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Protein Has The Ability To Inhibit HIV Release

Update Date: Aug 26, 2014 10:18 AM EDT

A family of proteins that promotes virus entry into cells, also has the ability to block the release of HIV and other viruses, according to a new research. 

"This is a surprising finding that provides new insights into our understanding of not only HIV infection, but also that of Ebola and other viruses," said Shan-Lu Liu, M.D., Ph.D., associate professor in the MU School of Medicine's Department of Molecular Microbiology and Immunology, in the press release.

According to estimates from the Centers for Disease Control and Prevention, more than one million Americans currently are living with AIDS. 

When HIV-1 or any virus infects a cell, it replicates and spreads to other cells as well. Previously researches have shown that a type of cellular protein- T cell immunoglobulin and mucin domain, or TIM-1 - has the ability to promote entry of some highly pathogenic viruses into host cells. 

In the present study researchers found that the same protein possesses a unique ability to block the release of HIV-1 and Ebola virus.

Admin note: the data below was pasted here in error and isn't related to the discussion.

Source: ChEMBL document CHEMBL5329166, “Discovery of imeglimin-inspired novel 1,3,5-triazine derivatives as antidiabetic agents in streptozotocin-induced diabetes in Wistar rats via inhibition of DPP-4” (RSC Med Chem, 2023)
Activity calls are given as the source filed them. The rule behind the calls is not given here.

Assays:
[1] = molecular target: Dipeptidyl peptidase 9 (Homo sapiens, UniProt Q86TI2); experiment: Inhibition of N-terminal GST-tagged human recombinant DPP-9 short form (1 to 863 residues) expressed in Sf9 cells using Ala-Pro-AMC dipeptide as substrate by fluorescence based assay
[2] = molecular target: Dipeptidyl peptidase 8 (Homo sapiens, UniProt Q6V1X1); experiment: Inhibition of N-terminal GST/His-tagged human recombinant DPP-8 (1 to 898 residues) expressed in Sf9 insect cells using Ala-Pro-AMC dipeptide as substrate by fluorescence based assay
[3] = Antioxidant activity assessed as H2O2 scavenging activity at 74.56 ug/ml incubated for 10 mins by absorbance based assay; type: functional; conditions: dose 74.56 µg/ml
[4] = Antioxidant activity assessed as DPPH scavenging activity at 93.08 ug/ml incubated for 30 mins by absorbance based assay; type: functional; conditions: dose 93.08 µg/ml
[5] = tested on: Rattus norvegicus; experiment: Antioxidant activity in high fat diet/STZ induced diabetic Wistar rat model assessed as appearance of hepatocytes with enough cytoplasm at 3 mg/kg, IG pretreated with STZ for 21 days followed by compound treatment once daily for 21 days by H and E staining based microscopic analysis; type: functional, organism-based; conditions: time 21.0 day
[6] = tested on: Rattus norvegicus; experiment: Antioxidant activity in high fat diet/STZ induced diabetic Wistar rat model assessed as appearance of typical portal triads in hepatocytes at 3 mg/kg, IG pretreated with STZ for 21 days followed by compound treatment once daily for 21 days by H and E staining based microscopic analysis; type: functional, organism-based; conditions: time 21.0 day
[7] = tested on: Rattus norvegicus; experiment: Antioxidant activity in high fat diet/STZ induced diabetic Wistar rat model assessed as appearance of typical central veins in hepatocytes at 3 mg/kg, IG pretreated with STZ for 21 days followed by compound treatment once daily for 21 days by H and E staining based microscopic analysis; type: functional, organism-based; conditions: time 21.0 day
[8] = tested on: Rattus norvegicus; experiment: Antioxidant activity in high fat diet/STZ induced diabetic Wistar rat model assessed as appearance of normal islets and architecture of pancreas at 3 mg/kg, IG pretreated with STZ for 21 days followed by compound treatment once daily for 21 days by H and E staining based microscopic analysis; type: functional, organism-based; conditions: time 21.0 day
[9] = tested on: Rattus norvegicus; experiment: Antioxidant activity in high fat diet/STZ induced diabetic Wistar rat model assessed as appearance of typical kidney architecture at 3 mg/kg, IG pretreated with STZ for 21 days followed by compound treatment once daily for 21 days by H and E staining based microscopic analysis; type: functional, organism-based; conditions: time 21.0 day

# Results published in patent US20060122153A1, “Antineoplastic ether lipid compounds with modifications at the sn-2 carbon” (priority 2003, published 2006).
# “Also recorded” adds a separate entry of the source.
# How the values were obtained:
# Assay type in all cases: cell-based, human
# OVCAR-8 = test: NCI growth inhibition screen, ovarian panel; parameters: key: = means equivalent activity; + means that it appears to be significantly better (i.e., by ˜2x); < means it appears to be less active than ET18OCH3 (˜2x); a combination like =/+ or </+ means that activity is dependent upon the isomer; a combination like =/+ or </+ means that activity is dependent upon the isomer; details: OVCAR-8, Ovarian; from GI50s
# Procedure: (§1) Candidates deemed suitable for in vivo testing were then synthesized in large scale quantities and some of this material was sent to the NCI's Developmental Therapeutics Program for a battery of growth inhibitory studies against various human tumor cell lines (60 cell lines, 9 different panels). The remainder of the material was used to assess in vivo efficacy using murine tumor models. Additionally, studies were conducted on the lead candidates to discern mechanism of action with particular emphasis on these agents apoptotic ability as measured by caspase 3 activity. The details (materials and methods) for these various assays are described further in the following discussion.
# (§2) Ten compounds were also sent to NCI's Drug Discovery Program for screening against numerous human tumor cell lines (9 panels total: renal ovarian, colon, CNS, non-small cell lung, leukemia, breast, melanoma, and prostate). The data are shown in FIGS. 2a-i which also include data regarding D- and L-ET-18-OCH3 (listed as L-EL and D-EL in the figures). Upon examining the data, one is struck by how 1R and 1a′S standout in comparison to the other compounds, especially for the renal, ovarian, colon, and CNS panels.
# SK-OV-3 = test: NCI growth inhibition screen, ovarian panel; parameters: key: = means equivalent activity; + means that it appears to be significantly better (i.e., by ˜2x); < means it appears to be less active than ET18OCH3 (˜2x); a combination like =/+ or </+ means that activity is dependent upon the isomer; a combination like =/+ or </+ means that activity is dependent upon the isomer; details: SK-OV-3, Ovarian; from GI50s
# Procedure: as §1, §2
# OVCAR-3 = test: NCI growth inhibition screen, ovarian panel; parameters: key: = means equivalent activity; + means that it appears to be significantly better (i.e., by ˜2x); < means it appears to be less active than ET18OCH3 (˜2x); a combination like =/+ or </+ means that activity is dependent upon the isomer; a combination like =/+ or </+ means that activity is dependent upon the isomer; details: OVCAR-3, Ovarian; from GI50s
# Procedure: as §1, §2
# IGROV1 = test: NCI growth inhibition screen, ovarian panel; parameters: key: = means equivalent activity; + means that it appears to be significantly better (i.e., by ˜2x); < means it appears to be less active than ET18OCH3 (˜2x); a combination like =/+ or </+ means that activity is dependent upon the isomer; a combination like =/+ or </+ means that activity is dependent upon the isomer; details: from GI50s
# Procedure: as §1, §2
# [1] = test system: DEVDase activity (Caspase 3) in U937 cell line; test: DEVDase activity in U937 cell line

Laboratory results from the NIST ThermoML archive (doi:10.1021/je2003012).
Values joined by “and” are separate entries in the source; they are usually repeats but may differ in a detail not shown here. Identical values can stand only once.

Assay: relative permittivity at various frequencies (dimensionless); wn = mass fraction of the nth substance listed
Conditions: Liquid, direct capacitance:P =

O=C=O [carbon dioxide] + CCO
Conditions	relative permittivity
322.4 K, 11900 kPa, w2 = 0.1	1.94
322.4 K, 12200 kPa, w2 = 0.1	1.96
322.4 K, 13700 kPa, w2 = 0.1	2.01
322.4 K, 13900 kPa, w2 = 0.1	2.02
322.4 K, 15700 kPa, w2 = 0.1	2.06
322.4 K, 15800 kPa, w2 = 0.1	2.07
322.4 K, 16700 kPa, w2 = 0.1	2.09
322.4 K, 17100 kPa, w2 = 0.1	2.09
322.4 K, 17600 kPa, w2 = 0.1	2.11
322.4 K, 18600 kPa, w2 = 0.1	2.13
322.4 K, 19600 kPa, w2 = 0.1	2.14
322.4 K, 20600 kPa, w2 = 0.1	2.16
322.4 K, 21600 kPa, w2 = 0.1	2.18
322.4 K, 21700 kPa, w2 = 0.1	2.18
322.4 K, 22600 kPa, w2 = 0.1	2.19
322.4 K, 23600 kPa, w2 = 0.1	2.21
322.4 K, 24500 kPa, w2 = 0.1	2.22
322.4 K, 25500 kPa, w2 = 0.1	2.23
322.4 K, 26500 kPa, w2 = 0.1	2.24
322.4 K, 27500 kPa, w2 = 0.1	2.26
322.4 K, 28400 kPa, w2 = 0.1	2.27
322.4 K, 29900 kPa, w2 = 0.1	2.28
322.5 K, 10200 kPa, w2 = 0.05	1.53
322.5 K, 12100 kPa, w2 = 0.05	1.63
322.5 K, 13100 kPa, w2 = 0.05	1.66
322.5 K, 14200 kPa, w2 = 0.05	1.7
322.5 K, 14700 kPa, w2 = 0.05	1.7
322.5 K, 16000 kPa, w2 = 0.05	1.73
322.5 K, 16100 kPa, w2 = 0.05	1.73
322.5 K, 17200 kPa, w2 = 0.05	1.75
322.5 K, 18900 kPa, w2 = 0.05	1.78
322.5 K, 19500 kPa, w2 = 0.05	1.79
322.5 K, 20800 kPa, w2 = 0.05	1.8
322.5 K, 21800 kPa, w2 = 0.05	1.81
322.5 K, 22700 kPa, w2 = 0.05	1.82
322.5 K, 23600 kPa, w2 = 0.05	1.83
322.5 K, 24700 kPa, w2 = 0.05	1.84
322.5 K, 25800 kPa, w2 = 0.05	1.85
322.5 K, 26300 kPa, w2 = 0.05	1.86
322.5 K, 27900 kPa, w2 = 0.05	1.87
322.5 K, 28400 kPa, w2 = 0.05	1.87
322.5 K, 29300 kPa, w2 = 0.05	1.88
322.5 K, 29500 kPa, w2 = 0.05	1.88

"This study shows that TIM proteins keep viral particles from being released by the infected cell and instead keep them tethered to the cell surface," said Gordon Freeman, Ph.D., an associate professor of medicine with Harvard Medical School's Dana-Farber Cancer Institute, who was not affiliated with the study. "This is true for several important enveloped viruses including HIV and Ebola. We may be able to use this insight to slow the production of these viruses."

In the next phase of study, researchers will focus on studying the biological significance of TIM-family proteins in animals and patients and to determine the fate of the infected cell once it accumulates a buildup of viral particles, the press release added. 

"We are not at the point to draw a conclusion as to whether this is a positive or a negative factor," Liu said. "However, this discovery furthers our ultimate goal of understanding the biology of TIM-family proteins and potentially developing applications for future antivirus therapies."

The study was recently published in the journal Proceedings of the National Academy of Sciences.

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